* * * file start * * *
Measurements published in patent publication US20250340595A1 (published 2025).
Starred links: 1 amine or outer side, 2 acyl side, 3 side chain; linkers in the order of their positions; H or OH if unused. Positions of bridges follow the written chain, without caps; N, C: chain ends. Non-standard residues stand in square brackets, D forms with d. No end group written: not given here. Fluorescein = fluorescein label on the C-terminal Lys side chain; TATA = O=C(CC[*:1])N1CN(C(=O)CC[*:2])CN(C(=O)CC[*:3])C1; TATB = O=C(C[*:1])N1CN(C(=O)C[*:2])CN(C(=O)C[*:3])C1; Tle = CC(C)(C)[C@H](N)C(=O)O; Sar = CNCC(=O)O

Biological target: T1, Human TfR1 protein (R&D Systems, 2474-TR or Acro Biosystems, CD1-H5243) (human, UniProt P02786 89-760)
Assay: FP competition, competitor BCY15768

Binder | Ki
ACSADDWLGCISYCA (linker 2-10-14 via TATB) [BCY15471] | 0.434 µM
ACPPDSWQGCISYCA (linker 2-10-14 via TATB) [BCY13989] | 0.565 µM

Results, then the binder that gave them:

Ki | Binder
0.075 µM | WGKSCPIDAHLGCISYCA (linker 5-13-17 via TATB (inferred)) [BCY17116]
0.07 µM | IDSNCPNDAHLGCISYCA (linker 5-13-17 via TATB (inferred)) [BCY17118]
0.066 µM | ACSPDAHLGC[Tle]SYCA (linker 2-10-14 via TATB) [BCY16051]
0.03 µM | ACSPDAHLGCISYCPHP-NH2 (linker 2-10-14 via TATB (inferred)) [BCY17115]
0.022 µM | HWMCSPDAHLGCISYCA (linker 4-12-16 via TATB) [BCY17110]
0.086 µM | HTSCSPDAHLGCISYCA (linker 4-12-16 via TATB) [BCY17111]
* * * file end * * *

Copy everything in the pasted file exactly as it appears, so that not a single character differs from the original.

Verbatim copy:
Measurements published in patent publication US20250340595A1 (published 2025).
Starred links: 1 amine or outer side, 2 acyl side, 3 side chain; linkers in the order of their positions; H or OH if unused. Positions of bridges follow the written chain, without caps; N, C: chain ends. Non-standard residues stand in square brackets, D forms with d. No end group written: not given here. Fluorescein = fluorescein label on the C-terminal Lys side chain; TATA = O=C(CC[*:1])N1CN(C(=O)CC[*:2])CN(C(=O)CC[*:3])C1; TATB = O=C(C[*:1])N1CN(C(=O)C[*:2])CN(C(=O)C[*:3])C1; Tle = CC(C)(C)[C@H](N)C(=O)O; Sar = CNCC(=O)O

Biological target: T1, Human TfR1 protein (R&D Systems, 2474-TR or Acro Biosystems, CD1-H5243) (human, UniProt P02786 89-760)
Assay: FP competition, competitor BCY15768

Binder | Ki
ACSADDWLGCISYCA (linker 2-10-14 via TATB) [BCY15471] | 0.434 µM
ACPPDSWQGCISYCA (linker 2-10-14 via TATB) [BCY13989] | 0.565 µM

Results, then the binder that gave them:

Ki | Binder
0.075 µM | WGKSCPIDAHLGCISYCA (linker 5-13-17 via TATB (inferred)) [BCY17116]
0.07 µM | IDSNCPNDAHLGCISYCA (linker 5-13-17 via TATB (inferred)) [BCY17118]
0.066 µM | ACSPDAHLGC[Tle]SYCA (linker 2-10-14 via TATB) [BCY16051]
0.03 µM | ACSPDAHLGCISYCPHP-NH2 (linker 2-10-14 via TATB (inferred)) [BCY17115]
0.022 µM | HWMCSPDAHLGCISYCA (linker 4-12-16 via TATB) [BCY17110]
0.086 µM | HTSCSPDAHLGCISYCA (linker 4-12-16 via TATB) [BCY17111]